Two Boston film festivals to discover before the end of the month


“Murina,” directed by Antoneta Alamat Kusijanović and produced by Martin Scorsese, is a suspenseful coming-of-age drama which tells the story of a young woman on the Adriatic coast of Croatia who dives for eels with her father but yearns to leave her island.

Anamaria Vartolomei and Sandrine Bonnaire in “Happening”.Courtesy of Boston Women’s Film Festival

The fall showcase will also include director Audrey Diwan’s film “Happening” about a college student seeking an abortion in 1960s France. “I think it’s really important that as many people see it as possible,” said the programming director of the festival, Katherine Irving, who notes that “just being there with the protagonist, in those tight close-ups as she faces the threat of her meltdown”. future, I think it could be a really powerful experience.

The Boston Women’s Film Festival kicked off in 2018.

“We noticed a hole in Boston’s cultural landscape and wanted to elevate women’s stories and women in the industry,” Irving said.

The festival began with a series of feature film screenings at the Brattle Theater and the MFA. Its main event, scheduled for March 2023, has grown to include a short film competition that attracts hundreds of submissions and many young filmmakers,” said festival general manager Jo-Ann Graziano.

Although this year’s fall showcase does not include any shorts, Irving had young filmmakers in mind when selecting films. “I like the idea of ​​making international cinema accessible to Americans who might find it a little intimidating,” she said.

Irving said she hopes by spotlighting award-winning female filmmakers like Hélène Louvart of “Murina” she can encourage women to consider careers on the more technical side of filmmaking.

Cinematography “is a historically macho technical profession,” she said. “I think women on film sets still struggle to feel at home with material; we were brought up to have a mental block, to think – it’s not for you.

Graziano agreed that visual creativity is an important part of the festival’s selection criteria. “Whether [films] aren’t visually interesting, they don’t usually make the cut for us,” she said, adding that it’s “probably one of the strengths of our festival: it’s all about the cinematography and the color.”

In addition to its fall showcase, the Boston Women’s Film Festival will screen a larger selection of films, host its annual short film competition and present its cinematography award next March during Women’s History Month.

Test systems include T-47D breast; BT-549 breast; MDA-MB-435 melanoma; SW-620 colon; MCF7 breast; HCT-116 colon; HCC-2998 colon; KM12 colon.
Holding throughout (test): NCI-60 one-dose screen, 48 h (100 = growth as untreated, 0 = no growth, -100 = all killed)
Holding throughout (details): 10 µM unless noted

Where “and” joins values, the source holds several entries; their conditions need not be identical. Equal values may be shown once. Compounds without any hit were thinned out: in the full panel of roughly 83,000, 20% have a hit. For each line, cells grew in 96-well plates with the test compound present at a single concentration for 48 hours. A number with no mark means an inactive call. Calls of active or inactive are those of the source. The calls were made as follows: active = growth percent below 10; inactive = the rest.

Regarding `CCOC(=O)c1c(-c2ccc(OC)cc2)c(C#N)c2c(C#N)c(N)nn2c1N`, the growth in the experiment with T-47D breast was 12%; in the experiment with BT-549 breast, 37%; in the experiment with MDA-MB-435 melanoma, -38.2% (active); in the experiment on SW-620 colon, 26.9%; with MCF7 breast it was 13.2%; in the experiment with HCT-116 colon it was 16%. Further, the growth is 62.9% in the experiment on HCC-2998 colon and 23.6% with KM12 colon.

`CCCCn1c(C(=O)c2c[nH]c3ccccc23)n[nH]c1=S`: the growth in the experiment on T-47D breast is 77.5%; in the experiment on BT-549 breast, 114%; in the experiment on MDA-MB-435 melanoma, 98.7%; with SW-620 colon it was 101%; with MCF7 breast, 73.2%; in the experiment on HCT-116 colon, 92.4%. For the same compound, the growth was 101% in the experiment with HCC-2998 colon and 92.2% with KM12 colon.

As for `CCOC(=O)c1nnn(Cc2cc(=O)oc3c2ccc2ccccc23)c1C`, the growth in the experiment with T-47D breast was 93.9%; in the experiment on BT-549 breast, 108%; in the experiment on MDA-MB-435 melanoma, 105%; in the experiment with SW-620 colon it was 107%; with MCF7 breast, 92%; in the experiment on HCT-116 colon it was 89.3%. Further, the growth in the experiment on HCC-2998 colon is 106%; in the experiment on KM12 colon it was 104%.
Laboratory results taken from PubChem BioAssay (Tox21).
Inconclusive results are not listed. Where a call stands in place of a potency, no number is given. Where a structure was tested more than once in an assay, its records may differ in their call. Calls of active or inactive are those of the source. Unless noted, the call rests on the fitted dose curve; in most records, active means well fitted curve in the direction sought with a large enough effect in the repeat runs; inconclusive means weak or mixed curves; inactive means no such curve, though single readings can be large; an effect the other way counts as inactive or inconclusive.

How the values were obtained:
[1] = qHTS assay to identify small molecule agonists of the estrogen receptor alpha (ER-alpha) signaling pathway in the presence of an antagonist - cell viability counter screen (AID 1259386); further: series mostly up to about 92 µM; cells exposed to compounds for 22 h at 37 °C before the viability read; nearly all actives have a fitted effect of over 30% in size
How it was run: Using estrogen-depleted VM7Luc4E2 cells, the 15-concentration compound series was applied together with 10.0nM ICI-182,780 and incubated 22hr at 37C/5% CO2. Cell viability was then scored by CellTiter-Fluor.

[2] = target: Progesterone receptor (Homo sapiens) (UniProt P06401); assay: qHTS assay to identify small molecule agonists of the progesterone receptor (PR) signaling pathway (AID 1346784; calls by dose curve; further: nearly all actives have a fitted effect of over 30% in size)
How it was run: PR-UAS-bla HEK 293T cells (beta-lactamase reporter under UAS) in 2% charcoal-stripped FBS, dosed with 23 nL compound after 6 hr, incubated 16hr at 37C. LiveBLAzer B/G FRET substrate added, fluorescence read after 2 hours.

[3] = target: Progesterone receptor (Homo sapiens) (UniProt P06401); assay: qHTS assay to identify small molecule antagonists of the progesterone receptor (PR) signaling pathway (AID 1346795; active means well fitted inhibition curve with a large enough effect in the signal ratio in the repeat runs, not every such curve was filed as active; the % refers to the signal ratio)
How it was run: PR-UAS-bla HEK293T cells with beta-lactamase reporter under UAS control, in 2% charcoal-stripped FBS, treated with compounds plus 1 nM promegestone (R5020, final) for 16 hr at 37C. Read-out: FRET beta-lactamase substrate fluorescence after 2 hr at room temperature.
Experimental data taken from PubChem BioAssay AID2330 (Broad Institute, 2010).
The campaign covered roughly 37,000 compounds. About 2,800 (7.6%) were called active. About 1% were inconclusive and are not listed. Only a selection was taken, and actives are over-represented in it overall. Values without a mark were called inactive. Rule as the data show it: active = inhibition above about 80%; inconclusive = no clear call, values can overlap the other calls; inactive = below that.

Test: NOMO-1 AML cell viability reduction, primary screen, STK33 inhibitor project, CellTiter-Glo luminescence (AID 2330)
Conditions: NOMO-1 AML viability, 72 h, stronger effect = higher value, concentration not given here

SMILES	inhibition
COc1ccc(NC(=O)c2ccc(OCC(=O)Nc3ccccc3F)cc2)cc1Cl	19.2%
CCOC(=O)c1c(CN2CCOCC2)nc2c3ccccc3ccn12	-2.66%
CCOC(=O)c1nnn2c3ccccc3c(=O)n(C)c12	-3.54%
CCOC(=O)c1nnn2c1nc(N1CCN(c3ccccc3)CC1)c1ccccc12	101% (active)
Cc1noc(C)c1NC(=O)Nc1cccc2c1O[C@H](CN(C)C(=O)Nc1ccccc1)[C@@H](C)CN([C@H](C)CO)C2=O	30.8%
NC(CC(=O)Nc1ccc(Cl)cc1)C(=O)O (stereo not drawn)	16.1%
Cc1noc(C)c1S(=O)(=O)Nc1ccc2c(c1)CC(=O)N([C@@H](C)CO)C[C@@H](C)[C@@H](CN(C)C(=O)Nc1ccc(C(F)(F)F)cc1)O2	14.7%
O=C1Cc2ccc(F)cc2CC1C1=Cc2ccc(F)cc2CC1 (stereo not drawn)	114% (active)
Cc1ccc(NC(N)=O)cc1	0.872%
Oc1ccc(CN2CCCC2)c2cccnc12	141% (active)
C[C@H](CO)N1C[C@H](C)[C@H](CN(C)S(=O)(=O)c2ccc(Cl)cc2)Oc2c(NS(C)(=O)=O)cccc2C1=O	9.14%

Boston Film Festival

Celebrating its 38th year, the annual Boston Film Festival will offer a selection of in-person and virtual screenings September 22-26.

The festival will open with the director Olivia Wilde’s animated thriller “Don’t Worry Darling,” which will screen in person Sept. 22 at the Regal Cinema in Fenway.

Olivia Wilde in a scene from “Don’t Worry Darling”. Courtesy of Warner Bros. Pictures/Associated Press

The in-person portion of the festival will culminate in the world premiere on September 24 of “The Wind & the Reckoning,” a drama inspired by historical events concerning a leprosy epidemic in Hawaii and tensions between native Hawaiians and government officials. American in the late 1800s. The film will be screened at the festival’s closing gala at the Omni Boston Hotel at the Seaport; director David L. Cunningham and various actors will be present. Prior to the screening, Hawaiian delegates will be greeted by representatives of local tribes, including the Abenaki and Wampanoag.

The festival has also partnered with the Boston Public Library and the Rockport Music Shalin Liu Performance Center to screen three different documentaries for free. “Wild Beauty: Mustang Spirit of the West” is a documentary about the plight of wild horses in the United States and will be screened in Rockport on September 23. ‘The Power of Activism’ follows six Australian environmental activists and ‘The Temptation of Trees’ examines the relationship between caring for forests and mitigating climate change. will show Sept. 24 at the Boston Public Library.

Short films and animated films selected by the festival’s selection committee will also be available for ticket buyers to watch online for the duration of the festival. The Boston Film Festival selection committee includes a number of local students, whose recommendations have sometimes made the difference in whether a film was cut, said festival director Robin Dawson.

“The two things that drive me to do this film festival are the students and the reward of knowing they’re learning,” said Dawson, “and knowing that we’re going to help filmmakers get their creative vision seen.”


September 23-25.


September 22-26.

Joy Ashford can be contacted at [email protected] Follow them on Twitter @joy_ashford.


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